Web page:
Biomass market for bioenergy development is undergoing rapid change and is becoming increasingly international.
According to a Master of Science Svetlana Proskurina's dissertation, that will undergo a public examination at Lappeenranta University of Technology (LUT), total international trade in biomass for energy purposes almost doubled from 2004 to 2015.
The dissertation examines how the geographical distribution of biomass resources and a misalignment between supply and demand for biomass has led to the development of international trade in biomass in both solid and liquid forms. Progressively more regions and countries are participating in biomass trade markets, in the form of wood pellets, for instance. In the last five years, wood pellet usage has shown significant growth on international biomass markets, and now accounts for 25% of total biomass trade for energy.
The study's results show that the European Union is currently the leader in biomass utilization and biomass imports. Renewable energy targets will continue to stimulate bioenergy development in the EU. However, potential for development of bioenergy varies greatly in different countries and regions due to their own policies and regulation.
Bioenergy production depends also on geographical terrain, agricultural productivity, industrial structure and other factors. For example, in the Netherlands and Belgium, current use of biomass exceeds local renewable biomass resources. They rely more on biomass trade in order to produce bioenergy.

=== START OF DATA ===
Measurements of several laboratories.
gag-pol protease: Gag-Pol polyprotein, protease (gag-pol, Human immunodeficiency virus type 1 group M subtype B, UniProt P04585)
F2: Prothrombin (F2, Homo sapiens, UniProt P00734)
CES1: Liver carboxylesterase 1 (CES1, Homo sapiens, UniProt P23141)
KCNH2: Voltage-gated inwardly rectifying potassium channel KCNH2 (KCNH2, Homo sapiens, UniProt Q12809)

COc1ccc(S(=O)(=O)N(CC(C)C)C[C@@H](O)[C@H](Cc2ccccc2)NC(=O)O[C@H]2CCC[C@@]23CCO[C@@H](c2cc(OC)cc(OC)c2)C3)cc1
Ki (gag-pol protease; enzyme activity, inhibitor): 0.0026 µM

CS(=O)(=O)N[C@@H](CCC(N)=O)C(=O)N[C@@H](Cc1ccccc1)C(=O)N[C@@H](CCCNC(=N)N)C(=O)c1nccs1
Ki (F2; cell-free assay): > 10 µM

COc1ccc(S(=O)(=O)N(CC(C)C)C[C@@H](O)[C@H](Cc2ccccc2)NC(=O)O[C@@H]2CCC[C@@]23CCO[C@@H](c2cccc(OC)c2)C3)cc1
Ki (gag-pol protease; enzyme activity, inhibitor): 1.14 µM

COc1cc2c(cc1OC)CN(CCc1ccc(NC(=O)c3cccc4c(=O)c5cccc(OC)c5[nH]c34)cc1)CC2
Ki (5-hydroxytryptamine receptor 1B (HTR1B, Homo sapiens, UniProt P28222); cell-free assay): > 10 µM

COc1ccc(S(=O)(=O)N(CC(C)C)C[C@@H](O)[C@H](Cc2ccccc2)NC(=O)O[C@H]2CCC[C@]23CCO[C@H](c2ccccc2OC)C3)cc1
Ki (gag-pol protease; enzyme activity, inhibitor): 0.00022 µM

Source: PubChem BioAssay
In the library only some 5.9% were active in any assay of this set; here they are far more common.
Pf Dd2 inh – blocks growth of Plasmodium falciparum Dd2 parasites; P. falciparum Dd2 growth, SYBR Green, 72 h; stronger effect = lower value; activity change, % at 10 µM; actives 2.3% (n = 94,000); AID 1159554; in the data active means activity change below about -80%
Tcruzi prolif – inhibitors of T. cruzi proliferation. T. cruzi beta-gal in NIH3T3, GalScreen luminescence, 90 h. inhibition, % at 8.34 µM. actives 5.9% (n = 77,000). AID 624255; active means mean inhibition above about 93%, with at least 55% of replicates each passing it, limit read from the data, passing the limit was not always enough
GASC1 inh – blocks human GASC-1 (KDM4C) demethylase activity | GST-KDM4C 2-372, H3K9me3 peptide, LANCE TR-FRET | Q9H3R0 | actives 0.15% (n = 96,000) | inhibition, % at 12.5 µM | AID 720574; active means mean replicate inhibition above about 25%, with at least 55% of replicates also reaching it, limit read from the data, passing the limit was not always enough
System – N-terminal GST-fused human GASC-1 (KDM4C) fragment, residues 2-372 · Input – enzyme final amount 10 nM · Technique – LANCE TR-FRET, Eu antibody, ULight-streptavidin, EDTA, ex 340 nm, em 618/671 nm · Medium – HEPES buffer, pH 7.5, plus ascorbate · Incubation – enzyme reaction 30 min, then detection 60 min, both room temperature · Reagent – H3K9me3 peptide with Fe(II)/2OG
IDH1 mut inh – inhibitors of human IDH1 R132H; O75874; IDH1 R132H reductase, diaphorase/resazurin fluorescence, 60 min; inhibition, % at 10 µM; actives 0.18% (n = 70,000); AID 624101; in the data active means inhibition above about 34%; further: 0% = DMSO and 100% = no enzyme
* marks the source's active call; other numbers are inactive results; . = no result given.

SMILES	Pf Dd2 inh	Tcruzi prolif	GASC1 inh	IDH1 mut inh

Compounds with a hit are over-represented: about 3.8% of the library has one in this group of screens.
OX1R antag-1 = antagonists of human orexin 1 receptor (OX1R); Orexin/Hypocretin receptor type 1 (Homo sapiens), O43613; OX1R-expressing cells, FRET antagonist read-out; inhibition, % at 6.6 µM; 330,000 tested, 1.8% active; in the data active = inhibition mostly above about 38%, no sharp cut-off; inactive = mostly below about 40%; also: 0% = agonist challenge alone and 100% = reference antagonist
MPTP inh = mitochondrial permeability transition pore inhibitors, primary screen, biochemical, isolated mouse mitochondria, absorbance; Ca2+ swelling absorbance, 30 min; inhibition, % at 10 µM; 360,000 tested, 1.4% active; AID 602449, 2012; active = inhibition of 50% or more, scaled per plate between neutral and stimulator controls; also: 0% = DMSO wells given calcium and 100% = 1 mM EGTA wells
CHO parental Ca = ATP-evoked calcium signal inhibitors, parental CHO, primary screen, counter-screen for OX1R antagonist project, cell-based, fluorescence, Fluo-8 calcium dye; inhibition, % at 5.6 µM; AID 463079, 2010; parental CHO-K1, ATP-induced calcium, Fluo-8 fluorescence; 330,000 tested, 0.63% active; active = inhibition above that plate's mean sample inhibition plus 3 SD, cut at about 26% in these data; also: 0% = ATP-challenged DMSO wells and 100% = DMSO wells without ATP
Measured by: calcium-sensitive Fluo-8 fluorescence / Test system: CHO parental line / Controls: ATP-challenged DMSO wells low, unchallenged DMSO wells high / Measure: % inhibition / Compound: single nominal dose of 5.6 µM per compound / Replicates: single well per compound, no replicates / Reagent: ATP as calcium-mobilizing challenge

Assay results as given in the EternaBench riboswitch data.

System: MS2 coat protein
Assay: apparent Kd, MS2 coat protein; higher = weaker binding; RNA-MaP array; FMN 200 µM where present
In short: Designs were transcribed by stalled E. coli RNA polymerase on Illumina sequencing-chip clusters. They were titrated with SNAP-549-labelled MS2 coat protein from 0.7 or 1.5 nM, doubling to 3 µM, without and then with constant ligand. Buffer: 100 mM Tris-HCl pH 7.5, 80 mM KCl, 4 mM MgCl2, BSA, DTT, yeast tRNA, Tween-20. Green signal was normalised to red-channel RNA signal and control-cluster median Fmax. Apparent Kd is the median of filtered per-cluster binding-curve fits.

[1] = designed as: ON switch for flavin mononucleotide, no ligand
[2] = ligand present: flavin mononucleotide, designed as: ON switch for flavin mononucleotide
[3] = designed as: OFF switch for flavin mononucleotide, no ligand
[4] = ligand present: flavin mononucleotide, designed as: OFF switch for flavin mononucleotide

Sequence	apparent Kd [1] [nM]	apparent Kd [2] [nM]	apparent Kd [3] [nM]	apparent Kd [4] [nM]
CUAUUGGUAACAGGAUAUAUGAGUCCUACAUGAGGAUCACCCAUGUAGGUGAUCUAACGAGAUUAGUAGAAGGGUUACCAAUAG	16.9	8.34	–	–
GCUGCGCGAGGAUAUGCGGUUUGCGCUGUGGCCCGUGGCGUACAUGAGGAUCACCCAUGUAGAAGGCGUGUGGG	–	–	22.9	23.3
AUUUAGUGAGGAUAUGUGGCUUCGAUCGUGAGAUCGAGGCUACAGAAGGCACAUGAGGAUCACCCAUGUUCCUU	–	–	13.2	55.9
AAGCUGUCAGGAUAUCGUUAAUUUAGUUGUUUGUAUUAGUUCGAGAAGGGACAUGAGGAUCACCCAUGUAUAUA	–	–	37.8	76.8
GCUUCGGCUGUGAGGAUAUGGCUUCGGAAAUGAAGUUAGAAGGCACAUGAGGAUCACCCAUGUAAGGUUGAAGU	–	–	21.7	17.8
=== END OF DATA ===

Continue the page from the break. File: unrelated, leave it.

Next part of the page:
Finland and Russia in turn are examples of countries that have an abundance of biomass resources. In Russia, only 12% of bioenergy potential is currently utilized. Due to the availability of fossil fuel resources, and for policy and economic reasons, Russia is not very active in bioenergy development. It is hard to predict how much Russia will participate in the European biomass trade in the long term, for example transportation of wood pellets due to many contributing factors including logistical issues.
Finland is mostly independent in its biomass usage, even if it is developing its bioenergy usage. There has been increased production of Finnish wood pellets to satisfy local demand, but not for international trade. There would be new market prospects for emerging biomass products, such as torrefied biomass, also in developing international biomass trade.
Svetlana Proskurina will defend her doctoral dissertation at LUT on August 31 at 12:00, the Auditorium of the Student Union House. Her dissertation is titled "International trade in biomass for energy production: The local and global context" ("Biomassan kansainvälinen kauppa energian tuottamiseen: Paikallinen ja globaali konteksti")." Professor Jukka Konttinen, Tampere University of Tecnology, Finland and D.Sc. Lauri Sikanen, Natural Resources Institute, Finland will act as opponents. Professor Esa Vakkilainen of LUT will act as custos.